A core Klf circuitry regulates self-renewal, according to a Nature Cell Biology paper.

A group of researchers have found that one of four reprogramming factors used last year to persuade human skin cells to revert to an embryonic stem-cell state is dispensable in ES cells. Klf4, a transcription factor that determines whether a cell’s genes are active or silent, has at least two other molecules that will substitute Klf4 to maintain a pluripotent embryonic stem-cell state, the scientists explain.

“Klf4 has been a mysterious player among the four reprogramming factors,” notes Genome Institute of Singapore (GIS) scientist Ng Huck Hui, Ph.D., who headed the research team. “As taking out Klf4 in ES cells did not have any apparent effects, it is difficult to reconcile why such a potent reprogramming factor has no role in ES cell biology.”

Klf4 belongs to the Krüppel-like factor (Klf) family of transcription factors that regulate numerous biological processes including proliferation, differentiation, development, and apoptosis.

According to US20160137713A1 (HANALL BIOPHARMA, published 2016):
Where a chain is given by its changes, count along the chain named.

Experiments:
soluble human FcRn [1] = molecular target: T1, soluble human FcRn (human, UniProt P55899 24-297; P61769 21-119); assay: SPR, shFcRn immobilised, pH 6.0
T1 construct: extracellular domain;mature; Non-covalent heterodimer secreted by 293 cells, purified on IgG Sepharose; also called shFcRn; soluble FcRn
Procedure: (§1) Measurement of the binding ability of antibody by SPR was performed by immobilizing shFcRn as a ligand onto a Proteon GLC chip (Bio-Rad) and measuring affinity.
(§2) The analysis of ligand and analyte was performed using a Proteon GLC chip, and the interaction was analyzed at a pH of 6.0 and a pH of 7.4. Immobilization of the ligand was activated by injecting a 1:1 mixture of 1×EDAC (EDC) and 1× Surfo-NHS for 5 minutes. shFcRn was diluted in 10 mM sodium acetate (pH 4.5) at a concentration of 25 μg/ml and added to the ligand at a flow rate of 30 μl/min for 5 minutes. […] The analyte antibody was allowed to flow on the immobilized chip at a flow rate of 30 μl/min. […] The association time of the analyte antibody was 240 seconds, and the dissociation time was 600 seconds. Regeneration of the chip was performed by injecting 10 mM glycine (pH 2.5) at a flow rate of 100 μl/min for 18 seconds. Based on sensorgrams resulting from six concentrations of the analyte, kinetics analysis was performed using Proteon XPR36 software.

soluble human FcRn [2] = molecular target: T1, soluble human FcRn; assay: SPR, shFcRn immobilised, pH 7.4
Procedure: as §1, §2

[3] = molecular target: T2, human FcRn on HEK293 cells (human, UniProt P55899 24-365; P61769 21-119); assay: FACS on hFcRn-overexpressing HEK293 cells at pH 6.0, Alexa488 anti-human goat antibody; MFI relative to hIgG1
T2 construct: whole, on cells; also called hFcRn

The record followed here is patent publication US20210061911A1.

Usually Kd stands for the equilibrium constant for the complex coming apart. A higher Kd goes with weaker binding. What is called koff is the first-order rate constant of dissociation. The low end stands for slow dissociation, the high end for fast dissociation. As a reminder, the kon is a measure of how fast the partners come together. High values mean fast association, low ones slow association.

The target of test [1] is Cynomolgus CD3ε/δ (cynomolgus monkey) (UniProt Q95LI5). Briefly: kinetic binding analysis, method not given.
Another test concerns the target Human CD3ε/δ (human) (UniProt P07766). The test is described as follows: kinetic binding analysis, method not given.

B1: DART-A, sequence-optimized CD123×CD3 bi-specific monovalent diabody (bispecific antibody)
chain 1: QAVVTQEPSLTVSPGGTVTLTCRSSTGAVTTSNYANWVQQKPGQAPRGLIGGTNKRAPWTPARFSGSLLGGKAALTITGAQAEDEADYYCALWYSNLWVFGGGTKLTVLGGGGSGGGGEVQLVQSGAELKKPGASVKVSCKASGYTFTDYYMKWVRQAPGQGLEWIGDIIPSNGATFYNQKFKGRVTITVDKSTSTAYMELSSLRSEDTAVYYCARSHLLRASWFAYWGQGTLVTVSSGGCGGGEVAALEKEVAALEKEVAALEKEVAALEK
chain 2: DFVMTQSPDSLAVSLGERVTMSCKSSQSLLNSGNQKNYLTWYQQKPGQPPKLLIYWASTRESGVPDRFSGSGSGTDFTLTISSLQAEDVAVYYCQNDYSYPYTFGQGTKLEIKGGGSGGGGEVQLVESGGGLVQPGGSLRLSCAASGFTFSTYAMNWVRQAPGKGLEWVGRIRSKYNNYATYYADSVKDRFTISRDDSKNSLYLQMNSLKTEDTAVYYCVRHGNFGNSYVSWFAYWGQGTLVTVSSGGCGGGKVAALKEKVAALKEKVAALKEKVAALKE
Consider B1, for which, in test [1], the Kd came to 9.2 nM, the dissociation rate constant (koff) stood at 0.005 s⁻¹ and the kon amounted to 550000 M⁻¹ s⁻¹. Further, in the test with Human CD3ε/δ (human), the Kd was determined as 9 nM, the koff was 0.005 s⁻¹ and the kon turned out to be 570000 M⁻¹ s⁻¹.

The research team found that when Klf4 was depleted, Klf2 and Klf5 took over Klf4’s role. To understand the molecular basis of the Klf4 redundancy, the scientists studied the DNA binding and transcription activation properties of the three Klfs and found that the profiles of all were similar.

“Most important, the data showed that the other Klfs were bound to the target sites when one of them was depleted,” says Dr. Hui. “These Krüppel-like factors form a very powerful alliance that work together on regulating common targets. The impact of losing one of them is masked by the other two sibling molecules.”

For example, Klfs were found to regulate the Nanog gene and other key genes that must be active for ES cells to be pluripotent. “We suggest that Nanog and other genes are key effectors for the biological functions of the Klfs in ES cells,” Dr. Hui reports. “Our study provides new insight into how the core Klf circuitry integrates into the Nanog transcriptional network to specify gene expression that is unique to ES cells.”

GIS led the research, which also included investigators the National University of Singapore, Nanjing Medical University, and University of Illinois at Urbana-Champaign. The study appears in the current issue of Nature Cell Biology.

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